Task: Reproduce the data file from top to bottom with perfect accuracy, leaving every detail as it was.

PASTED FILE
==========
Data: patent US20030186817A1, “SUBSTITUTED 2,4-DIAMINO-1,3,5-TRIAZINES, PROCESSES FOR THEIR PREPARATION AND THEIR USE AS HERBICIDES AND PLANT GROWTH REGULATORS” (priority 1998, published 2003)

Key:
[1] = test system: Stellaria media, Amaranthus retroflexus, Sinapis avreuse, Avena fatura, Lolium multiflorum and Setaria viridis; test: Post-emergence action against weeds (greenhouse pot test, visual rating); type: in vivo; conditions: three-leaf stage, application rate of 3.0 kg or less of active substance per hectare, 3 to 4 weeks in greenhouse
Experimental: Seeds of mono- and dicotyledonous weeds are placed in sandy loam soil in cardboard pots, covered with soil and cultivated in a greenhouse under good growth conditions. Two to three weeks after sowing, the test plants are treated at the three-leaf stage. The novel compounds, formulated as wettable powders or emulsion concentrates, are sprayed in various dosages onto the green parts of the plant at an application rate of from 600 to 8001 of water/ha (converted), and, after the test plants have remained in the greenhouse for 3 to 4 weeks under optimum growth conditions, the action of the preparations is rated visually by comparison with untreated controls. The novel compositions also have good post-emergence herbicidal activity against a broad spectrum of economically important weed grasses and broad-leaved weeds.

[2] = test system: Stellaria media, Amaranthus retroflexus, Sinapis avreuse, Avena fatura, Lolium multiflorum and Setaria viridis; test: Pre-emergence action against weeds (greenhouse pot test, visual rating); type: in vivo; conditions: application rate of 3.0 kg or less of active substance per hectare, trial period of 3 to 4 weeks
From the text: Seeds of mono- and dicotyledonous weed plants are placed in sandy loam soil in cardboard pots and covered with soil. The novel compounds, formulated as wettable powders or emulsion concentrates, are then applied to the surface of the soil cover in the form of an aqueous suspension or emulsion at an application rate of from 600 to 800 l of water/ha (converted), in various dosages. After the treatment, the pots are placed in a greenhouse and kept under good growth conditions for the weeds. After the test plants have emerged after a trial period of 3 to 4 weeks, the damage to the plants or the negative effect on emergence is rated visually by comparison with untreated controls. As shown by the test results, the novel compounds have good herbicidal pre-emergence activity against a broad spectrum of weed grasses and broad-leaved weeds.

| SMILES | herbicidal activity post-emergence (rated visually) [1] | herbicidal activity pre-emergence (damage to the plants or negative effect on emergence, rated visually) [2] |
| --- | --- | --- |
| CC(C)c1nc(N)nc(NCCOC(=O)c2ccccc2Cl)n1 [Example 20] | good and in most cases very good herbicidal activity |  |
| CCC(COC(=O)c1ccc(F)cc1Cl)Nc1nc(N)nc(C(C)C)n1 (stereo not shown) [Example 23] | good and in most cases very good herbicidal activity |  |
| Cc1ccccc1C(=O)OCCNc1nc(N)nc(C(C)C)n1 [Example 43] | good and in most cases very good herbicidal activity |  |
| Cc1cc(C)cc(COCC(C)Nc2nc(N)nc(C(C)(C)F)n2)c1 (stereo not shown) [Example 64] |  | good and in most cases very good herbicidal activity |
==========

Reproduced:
Data: patent US20030186817A1, “SUBSTITUTED 2,4-DIAMINO-1,3,5-TRIAZINES, PROCESSES FOR THEIR PREPARATION AND THEIR USE AS HERBICIDES AND PLANT GROWTH REGULATORS” (priority 1998, published 2003)

Key:
[1] = test system: Stellaria media, Amaranthus retroflexus, Sinapis avreuse, Avena fatura, Lolium multiflorum and Setaria viridis; test: Post-emergence action against weeds (greenhouse pot test, visual rating); type: in vivo; conditions: three-leaf stage, application rate of 3.0 kg or less of active substance per hectare, 3 to 4 weeks in greenhouse
Experimental: Seeds of mono- and dicotyledonous weeds are placed in sandy loam soil in cardboard pots, covered with soil and cultivated in a greenhouse under good growth conditions. Two to three weeks after sowing, the test plants are treated at the three-leaf stage. The novel compounds, formulated as wettable powders or emulsion concentrates, are sprayed in various dosages onto the green parts of the plant at an application rate of from 600 to 8001 of water/ha (converted), and, after the test plants have remained in the greenhouse for 3 to 4 weeks under optimum growth conditions, the action of the preparations is rated visually by comparison with untreated controls. The novel compositions also have good post-emergence herbicidal activity against a broad spectrum of economically important weed grasses and broad-leaved weeds.

[2] = test system: Stellaria media, Amaranthus retroflexus, Sinapis avreuse, Avena fatura, Lolium multiflorum and Setaria viridis; test: Pre-emergence action against weeds (greenhouse pot test, visual rating); type: in vivo; conditions: application rate of 3.0 kg or less of active substance per hectare, trial period of 3 to 4 weeks
From the text: Seeds of mono- and dicotyledonous weed plants are placed in sandy loam soil in cardboard pots and covered with soil. The novel compounds, formulated as wettable powders or emulsion concentrates, are then applied to the surface of the soil cover in the form of an aqueous suspension or emulsion at an application rate of from 600 to 800 l of water/ha (converted), in various dosages. After the treatment, the pots are placed in a greenhouse and kept under good growth conditions for the weeds. After the test plants have emerged after a trial period of 3 to 4 weeks, the damage to the plants or the negative effect on emergence is rated visually by comparison with untreated controls. As shown by the test results, the novel compounds have good herbicidal pre-emergence activity against a broad spectrum of weed grasses and broad-leaved weeds.

| SMILES | herbicidal activity post-emergence (rated visually) [1] | herbicidal activity pre-emergence (damage to the plants or negative effect on emergence, rated visually) [2] |
| --- | --- | --- |
| CC(C)c1nc(N)nc(NCCOC(=O)c2ccccc2Cl)n1 [Example 20] | good and in most cases very good herbicidal activity |  |
| CCC(COC(=O)c1ccc(F)cc1Cl)Nc1nc(N)nc(C(C)C)n1 (stereo not shown) [Example 23] | good and in most cases very good herbicidal activity |  |
| Cc1ccccc1C(=O)OCCNc1nc(N)nc(C(C)C)n1 [Example 43] | good and in most cases very good herbicidal activity |  |
| Cc1cc(C)cc(COCC(C)Nc2nc(N)nc(C(C)(C)F)n2)c1 (stereo not shown) [Example 64] |  | good and in most cases very good herbicidal activity |